System access is an important aspect of information system security as the people who are allowed to access certain portions of the system can make changes and other kinds of modifications to the system. All attempts at accessing a system must be logged, and their record kept and maintained. This is done to prevent the cases of illegal system access and escalation of privileges for the system’s existing users. The information system that is being accessed will also restrict the users’ authorization level based on the kind of credential they feed into the system. Mature systems are also designed to handle information properly.
They are tasked with ensuring that each user only gets as much access into the system as they are authorized to. Modern information systems have been designed to provide several layers of access into the system, and someone only gets to see as much of the system as they have been assigned. Low-level access means that the person accessing the system does not see certain sections of the system and cannot make changes to these systems’ information.
The kind of system access that has to be kept track of is that which takes place at suspicious times and makes a significant change to the system that is being accessed. This kind of access could be likely making use of stolen credentials. In many cases, the access credentials being used to access the information on these systems must be revoked early enough or nullified, which will ensure that the users of the information system cannot access the information unless they can prove their identity.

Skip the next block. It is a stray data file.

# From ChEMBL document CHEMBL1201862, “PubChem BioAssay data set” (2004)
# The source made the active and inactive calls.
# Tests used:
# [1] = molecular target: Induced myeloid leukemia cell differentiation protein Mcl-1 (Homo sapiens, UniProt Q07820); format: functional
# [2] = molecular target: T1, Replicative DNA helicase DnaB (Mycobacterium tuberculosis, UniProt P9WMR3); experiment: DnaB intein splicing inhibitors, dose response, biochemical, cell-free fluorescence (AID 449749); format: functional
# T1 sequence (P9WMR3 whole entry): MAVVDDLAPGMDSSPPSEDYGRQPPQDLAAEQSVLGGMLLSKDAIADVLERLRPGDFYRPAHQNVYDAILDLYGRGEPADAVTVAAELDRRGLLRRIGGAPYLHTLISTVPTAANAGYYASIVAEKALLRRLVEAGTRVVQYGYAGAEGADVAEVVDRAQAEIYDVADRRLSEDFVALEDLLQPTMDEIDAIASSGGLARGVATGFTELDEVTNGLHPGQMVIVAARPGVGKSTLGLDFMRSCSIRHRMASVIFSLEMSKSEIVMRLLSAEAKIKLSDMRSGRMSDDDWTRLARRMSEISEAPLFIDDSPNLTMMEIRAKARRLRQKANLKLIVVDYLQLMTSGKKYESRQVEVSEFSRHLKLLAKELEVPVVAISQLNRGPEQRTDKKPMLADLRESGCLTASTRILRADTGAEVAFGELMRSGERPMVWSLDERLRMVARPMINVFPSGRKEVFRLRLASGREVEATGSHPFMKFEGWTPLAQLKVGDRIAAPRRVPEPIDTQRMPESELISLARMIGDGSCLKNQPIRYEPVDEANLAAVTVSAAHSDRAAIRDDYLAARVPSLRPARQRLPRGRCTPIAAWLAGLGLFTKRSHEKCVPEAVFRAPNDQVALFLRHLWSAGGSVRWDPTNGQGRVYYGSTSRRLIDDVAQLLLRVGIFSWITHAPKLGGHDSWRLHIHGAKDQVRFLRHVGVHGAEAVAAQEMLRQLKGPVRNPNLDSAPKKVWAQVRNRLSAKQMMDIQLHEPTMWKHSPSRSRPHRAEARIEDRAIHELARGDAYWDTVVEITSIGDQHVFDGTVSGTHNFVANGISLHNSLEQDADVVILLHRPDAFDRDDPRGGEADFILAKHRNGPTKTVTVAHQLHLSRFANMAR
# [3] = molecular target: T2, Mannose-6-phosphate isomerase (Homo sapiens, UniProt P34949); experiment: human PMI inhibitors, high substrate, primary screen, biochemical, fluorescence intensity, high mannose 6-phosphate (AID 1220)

The information system users will also be very likely to work with secure systems when access is restricted to certain hours. Once the legal hours are over, anyone that tries to gain access to the system is locked out until the correct duration of using the system. With this in mind, the system users will only try to access it when they are authorized to.
They will not try to log into the system when it is no longer time for work as this is very likely to bring up some suspicion, which is why the system will most likely lock them out until it is the legal time to access the system. By keeping track of the system access, the administrators of the system will also investigate incidences of unauthorized or illegal system access more easily when they have a record of all the attempts at accessing the system. The modern system users are also more likely to work with systems with clear records, which makes them better administrators. Access attempts that were carried out at odd hours are revoked, and the users are contacted directly to inform them of the revocation of their credentials until they have a good reason for access the system at the wrong time.